To reconstruct the history of the Earth we need to know what happened and when – events and their dates – and we should like to know how it happened and why – processes and their rates. To date a historical event we need a timescale for reference – a calendar – and a means of placing events in this timescale – a clock. Direct access to the primary physical calendar, of time measured in years by means of elemental radiometry as clock, is possible in only a minority of geological problems. By far the richest historical source in the Phanerozoic Eon has been the stratigraphical analysis of sedimentary rocks by means of fossils, the approach pioneered by William Smith. The succession of fossil biotae found in the rocks is used to construct the calendar of relative time, the familiar geological calendar defining the standard chronostratigraphical timescale still in process of refinement today. Rocks are then dated through time correlations with this scale by means of their guide fossils (yon Buch) as clocks. The power to measure the rates of geological processes then depends on the time resolution achievable by means of fossils, the time intervals between distinguishable events, the finesse of the calendar.
The present-day state of play is reviewed, both in the refinement of the geological calendar and the finesse that has been attained. Comparison of the geological calendar with our familiar human historical calendar reveals some illuminating parallels as well as some important differences. Illustrative examples are taken from the Jurassic Period (170 Ma bp) and its ammonites as clocks.
Figures & Tables
The Age of the Earth: From 4004 BC to AD 2002
The age of the Earth has long been a subject of great interest to scientists from many disciplines, particularly geologists, biologists, physicists and astronomers. This volume, The Age of the Earth: from 4004 BC to AD 2002, brings together contributors from these different subjects, along with historians, to produce a comprehensive review of how the Earth’s age has been perceived since ancient times. Touching on the works of eminent scholars from the seventeenth to nineteenth centuries, it describes how concepts of the Earth’s history changed as geology slowly separated itself from religious orthodoxy to emerge as a rigorous and self-contained science. Fossils soon became established as useful markers of relative age, while deductions made from geomorphological processes enabled the discussion of time in terms of years. By the end of the nineteenth century biologists and geologists were fiercely debating the issue with physicists who were unwilling to give them the time needed for evolution or uniformitarianism.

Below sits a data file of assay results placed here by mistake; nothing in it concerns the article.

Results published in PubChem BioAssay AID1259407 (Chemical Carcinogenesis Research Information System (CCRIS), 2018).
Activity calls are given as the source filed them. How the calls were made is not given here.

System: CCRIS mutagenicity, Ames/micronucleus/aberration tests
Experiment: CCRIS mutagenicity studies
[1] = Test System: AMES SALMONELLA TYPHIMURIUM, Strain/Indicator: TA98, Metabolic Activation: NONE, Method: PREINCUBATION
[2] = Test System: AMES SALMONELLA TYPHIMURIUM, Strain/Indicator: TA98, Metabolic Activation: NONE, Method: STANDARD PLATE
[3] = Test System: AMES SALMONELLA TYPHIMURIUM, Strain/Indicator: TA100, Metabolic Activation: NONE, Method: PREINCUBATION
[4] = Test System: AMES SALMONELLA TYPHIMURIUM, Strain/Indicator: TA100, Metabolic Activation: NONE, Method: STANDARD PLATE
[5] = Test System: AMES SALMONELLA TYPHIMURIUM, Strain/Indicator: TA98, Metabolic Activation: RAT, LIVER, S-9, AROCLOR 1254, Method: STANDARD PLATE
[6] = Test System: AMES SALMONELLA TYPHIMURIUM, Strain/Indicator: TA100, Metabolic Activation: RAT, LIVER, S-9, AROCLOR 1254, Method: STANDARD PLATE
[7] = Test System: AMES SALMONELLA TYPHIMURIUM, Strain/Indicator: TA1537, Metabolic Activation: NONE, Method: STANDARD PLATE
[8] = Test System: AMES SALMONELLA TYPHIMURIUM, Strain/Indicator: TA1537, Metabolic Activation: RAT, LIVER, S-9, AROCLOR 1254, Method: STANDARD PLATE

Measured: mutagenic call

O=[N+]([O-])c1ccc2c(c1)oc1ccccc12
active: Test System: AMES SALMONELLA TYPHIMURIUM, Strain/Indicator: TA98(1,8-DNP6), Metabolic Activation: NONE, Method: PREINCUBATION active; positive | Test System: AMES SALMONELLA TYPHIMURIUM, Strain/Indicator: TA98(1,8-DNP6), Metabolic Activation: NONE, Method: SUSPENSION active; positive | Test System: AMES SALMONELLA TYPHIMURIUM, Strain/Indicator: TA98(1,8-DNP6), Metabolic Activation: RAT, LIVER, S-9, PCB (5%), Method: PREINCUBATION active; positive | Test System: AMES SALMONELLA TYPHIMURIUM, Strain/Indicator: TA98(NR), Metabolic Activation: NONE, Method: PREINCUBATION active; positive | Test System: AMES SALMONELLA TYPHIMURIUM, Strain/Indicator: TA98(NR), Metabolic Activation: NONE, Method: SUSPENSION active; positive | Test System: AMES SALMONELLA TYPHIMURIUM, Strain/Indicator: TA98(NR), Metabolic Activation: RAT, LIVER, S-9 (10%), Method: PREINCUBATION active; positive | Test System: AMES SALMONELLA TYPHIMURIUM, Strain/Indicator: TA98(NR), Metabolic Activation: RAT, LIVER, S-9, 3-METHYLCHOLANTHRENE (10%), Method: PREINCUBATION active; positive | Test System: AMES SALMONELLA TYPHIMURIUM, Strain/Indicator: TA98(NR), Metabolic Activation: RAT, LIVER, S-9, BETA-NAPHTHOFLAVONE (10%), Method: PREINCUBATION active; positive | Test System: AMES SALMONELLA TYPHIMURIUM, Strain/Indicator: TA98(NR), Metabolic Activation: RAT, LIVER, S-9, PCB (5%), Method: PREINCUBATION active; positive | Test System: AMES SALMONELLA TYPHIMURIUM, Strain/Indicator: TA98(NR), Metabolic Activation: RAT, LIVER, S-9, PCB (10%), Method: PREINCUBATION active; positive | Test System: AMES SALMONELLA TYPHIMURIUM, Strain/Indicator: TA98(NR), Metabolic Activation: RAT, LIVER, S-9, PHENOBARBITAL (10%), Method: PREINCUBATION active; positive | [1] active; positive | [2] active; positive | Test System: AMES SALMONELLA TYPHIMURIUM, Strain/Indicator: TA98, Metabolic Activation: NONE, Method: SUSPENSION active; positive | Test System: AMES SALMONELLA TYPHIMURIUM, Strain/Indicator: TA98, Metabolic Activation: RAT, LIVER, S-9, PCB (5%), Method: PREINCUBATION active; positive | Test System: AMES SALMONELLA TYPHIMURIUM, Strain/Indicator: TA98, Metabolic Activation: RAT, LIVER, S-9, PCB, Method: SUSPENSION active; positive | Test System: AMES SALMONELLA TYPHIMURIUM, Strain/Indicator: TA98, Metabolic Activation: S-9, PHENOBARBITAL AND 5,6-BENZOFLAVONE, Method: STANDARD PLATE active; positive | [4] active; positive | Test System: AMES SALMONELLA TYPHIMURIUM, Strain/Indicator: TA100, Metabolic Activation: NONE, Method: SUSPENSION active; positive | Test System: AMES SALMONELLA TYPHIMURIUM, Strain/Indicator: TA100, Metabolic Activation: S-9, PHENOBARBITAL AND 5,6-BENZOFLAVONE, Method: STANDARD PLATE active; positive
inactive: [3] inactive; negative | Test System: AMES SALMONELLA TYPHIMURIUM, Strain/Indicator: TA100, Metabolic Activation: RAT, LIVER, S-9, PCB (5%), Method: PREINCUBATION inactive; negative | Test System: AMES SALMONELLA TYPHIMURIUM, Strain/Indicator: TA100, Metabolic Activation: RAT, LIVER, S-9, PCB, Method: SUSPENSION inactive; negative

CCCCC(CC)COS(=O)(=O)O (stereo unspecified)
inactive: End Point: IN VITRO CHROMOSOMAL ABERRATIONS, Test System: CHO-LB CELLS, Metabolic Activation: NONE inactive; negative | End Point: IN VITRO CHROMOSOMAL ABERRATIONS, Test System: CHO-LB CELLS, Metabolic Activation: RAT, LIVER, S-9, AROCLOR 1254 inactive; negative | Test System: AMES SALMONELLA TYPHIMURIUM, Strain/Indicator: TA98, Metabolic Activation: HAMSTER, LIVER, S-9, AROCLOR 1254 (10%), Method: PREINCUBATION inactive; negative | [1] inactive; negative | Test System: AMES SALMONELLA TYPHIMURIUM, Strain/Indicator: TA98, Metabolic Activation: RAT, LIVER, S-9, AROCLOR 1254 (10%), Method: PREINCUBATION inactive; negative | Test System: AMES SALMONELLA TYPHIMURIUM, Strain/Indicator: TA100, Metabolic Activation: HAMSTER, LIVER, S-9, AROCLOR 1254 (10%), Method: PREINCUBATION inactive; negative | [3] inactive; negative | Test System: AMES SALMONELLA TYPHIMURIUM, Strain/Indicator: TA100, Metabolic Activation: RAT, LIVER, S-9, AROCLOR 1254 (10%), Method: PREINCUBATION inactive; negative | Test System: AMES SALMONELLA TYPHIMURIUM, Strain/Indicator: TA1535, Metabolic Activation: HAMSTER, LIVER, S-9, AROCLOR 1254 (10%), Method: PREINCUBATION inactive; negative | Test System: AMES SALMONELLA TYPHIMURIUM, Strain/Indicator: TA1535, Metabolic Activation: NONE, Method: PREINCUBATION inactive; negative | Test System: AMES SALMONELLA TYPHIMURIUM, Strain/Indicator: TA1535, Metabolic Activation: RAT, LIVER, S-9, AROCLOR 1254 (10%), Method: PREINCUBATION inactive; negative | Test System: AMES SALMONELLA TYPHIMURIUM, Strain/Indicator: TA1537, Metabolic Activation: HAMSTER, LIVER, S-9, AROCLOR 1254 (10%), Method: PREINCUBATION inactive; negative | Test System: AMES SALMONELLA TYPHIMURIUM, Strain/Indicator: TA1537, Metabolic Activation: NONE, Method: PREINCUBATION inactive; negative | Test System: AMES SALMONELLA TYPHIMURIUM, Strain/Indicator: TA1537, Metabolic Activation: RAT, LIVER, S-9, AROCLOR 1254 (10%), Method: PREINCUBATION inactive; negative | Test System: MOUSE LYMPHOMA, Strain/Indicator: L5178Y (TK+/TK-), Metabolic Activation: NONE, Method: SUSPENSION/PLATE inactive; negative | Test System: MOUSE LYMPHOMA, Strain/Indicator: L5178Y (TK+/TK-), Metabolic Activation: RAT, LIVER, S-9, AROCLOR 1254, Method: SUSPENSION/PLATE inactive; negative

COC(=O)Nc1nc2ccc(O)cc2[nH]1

With the discovery of radioactivity, attempts to calculate the Earth’s age entered a new era, although these early pioneers in radiometric dating encountered many difficulties, both technical and intellectual, before the enormity of geological time was fully recognized. This effort affected both the theory and practice of geology. Geochronology was largely responsible for it maturing into a professional scientific discipline, as increasingly refined techniques measured not only the age of the rocks, but the rate of processes which now elucidate many aspects of the Earth’s evolution.
Even today the Earth’s chronology remains a contentious topic — particularly for those dating the oldest rocks — and it is implicated in debates surrounding our hominid ancestors, the origins and development of life, and the age of the universe.
The Age of the Earth: from 4004 bc to AD 2002 will be of particular interest to geologists, geochemists, and historians of science, as well as astronomers, archaeologists, biologists and the general reader with an interest in science.